However, Pink’s has not ventured into social media or coupons, with the bread and butter still being celebrity and charity promotions after all these years (if it works, why change it?). Facebook and Twitter hasn’t been done yet, since people who want to run those programs typically cost $2500/month. Additionally, Richard doesn’t want negative comments and criticism to just be “out there.” On Yelp on Citysearch, there is some balance to the comments, so Pink’s can be found on those channels. But, in general, the strategy has been not to engage in order to avoiding managing and combating negative comments. As far as coupons go, Google is in conversation with them for discounts. But in Richard’s personal view/experience, “if a restaurant is giving discounts, or some certificate…they are in trouble.” It’s typically a last resort strategy, and ultimately isn’t good for a company’s image. Finally, with as many people in line as there are at Pink’s, customers would be upset if some customers had coupons and some did not:”We didn’t want it to hurt our image.” Finally, the 18 to 28 year old is Pink’s customer base, and this type of customers wants value for the money, which is what Pink’s deliver. “We don’t weigh our chili. If someone wants extra chili, that’s fine.” Coupons aren’t necessary to discount off of what Pink’s feels is already a very good price.
On expansion, Richard’s basic strategy has always been expand without investing any money or pitching partners. On the contrary, partners (casinos, hotels, amusement parks, etc.) actually come to Pink’s with a pitch. The partner will typically pay 5-6% of gross to use the Pink brand in a licensing scenario, with this construct being used at LAX, Knott’s Berry farm, and Cedar Point. Cedar Point, just outside Cleveland, has even agreed to do all the promotion and brand awareness as part of the contract. To ensure QA, Pink’s conducts a 2 week training program for new locations (and sends a trainer). The best tactic, however, to ensure QC, is steering clear of franchises and not dealing with small entities, which often dilutes quality to save cost, says Richard. Pink’s therefore only licenses to companies that have 500 or more employees in the business and a clear chain of command (a licensee company typically has a VP, senior VP, exec VP, and President). The other reason against the franchise model is that the law requires filing reports and financial statements with the franchise bureau, which is tedious and expensive. To avoid this filing, either a licensee must have a $5MM net worth, or invest $1MM into the build-out of the restaurant to be exempt from franchise law. $600-700k to build the store + rent, + competition + lack of business = unsuccessful franchise.
On the topics of family business, Richard’s parents didn’t want to create conflict within the family (and business) when it came to decision making, so they appointed one person to make all the decisions. Richard became the decision maker once he was ready to take over the business, and conflict has generally been avoided within the business, leading to stress being avoided in the family. For succession planning in a family businesses, appointing one person as the decision maker similarly helps, at least to mitigate conflict. And what are the traits that Richard wants in a successor? Experience (having worked in the fast food industry previously), some kind of coursework in restaurant management (from cost control to motivating employees, etc.), somebody who really enjoys food, fairness (integrity) with employees and customers, a long-term service-oriented view, and hard-working.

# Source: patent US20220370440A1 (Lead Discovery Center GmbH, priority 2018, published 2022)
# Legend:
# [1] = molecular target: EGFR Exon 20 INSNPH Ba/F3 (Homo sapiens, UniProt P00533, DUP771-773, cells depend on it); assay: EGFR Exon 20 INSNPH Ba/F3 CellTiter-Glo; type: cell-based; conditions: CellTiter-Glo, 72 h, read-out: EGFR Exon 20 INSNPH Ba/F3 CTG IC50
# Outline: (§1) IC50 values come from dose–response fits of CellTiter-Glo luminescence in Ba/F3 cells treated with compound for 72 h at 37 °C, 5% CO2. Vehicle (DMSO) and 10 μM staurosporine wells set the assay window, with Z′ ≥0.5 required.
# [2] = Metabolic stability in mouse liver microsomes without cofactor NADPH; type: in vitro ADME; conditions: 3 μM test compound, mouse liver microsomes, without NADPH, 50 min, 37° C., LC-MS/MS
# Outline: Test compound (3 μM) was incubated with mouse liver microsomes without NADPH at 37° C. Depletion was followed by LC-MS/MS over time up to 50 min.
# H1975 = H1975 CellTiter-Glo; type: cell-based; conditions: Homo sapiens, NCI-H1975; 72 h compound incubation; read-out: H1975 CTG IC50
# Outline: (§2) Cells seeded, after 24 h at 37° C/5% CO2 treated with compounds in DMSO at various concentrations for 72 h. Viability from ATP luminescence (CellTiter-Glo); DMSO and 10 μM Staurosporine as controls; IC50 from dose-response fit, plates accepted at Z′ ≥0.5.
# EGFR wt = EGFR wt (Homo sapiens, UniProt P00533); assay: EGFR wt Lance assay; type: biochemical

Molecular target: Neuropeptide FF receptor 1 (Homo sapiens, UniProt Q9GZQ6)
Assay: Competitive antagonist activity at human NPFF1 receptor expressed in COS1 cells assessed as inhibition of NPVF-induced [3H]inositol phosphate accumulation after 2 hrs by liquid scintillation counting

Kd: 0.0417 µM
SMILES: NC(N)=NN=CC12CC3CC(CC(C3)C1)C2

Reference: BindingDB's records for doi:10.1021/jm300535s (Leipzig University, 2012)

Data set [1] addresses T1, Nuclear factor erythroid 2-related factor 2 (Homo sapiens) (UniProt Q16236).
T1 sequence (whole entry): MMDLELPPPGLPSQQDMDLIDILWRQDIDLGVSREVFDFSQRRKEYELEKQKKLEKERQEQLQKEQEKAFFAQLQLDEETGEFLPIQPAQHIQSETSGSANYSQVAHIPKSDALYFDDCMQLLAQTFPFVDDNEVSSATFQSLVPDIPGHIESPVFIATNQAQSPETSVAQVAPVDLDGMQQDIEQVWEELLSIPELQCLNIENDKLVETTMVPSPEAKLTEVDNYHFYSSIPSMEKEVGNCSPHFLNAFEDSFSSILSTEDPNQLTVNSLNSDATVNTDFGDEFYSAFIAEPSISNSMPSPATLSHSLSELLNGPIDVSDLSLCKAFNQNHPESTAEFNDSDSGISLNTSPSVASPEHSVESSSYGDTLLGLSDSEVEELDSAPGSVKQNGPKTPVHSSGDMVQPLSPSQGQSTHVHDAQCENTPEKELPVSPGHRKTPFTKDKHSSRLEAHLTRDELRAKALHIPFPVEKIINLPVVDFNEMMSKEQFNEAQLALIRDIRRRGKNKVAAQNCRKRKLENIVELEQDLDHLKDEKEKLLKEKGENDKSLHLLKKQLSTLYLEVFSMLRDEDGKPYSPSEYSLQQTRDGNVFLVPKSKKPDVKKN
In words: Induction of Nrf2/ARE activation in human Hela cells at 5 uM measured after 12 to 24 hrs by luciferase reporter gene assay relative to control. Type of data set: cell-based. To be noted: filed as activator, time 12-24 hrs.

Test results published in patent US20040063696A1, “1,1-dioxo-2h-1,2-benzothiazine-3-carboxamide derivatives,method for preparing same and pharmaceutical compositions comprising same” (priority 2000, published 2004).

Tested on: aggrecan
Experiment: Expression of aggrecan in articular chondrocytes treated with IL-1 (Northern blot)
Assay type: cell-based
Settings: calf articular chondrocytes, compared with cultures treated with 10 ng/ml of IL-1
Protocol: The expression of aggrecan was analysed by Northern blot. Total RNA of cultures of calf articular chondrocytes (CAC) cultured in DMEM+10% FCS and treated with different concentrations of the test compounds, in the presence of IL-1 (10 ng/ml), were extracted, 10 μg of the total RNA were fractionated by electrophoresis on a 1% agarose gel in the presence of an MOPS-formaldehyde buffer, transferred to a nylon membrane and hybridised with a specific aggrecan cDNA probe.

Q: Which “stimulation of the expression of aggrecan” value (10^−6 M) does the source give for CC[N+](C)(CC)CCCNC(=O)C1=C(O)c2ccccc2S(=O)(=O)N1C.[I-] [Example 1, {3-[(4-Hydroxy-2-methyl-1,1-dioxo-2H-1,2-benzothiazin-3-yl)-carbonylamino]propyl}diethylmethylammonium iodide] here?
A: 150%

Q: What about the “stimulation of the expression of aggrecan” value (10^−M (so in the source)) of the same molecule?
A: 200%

When talking about his personal academic education, Richard explained that it brought a certain discipline so that he had a conscious approach to a business, as opposed to an intuitive approach, by having a certain rule-set that can then be applied. The chief benefit of his law degree was analytical training, and a way to evaluate risk, which made him a little more conservative with risk-taking as well as finances. Additionally, his real estate law experience gave him the confidence to not intimidated by contracts, which has especially helped him in his licensing scenarios. Generally, “education gives “conscious competence” so that you practice rules that have worked rather than going on instinct which may take you longer.”
Some other basic lessons that has kept Pink viable after so many years: 1) Pink’s has never lowered the price (except for rare instances when world shortages on certain items existed and prices had to temporarily be raised). When raising the price, there are always resistance points that can be found typically by simply talking to the employees; 2) constantly innovating (bacon ranch french fry is newest creation), finding inspiration from others (original invention is not always necessary), and having multiple products so that people are constantly looking forward to coming back to try something else; 3) slow growth, which even now is part of his 5 year plan. The current vision is to continue to expand Pink’s through licensing. Richard has even hired a journalist to put articles in casino magazines, hotel magazines, cruise magazines, and amusement park magazines with the continued goal of having people pitch Pink’s with additional licensing opportunities, which is a pre-filter for QC (since these people are automatically the most interested and motivated).
All in all, Richard Pink spoke with us for two hours, and in this talk, was able to demonstrate practical applications in his strategies and tactics for Pink’s, that pulled together all the course-work we have collectively been taught at Thunderbird. I for one, and ready to take the lessons and put them into action.
And by the way, Richard, if you’re reading this, I think I just gave you an outline for you book, if you ever choose to write one :).